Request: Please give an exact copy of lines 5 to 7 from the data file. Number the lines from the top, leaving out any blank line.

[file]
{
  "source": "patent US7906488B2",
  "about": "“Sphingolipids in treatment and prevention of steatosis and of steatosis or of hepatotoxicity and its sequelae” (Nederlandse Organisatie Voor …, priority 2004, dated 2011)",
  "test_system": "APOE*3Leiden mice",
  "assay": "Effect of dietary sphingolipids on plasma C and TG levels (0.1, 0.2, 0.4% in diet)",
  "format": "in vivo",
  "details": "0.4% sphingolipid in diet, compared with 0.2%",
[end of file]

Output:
  "assay": "Effect of dietary sphingolipids on plasma C and TG levels (0.1, 0.2, 0.4% in diet)",
  "format": "in vivo",
  "details": "0.4% sphingolipid in diet, compared with 0.2%",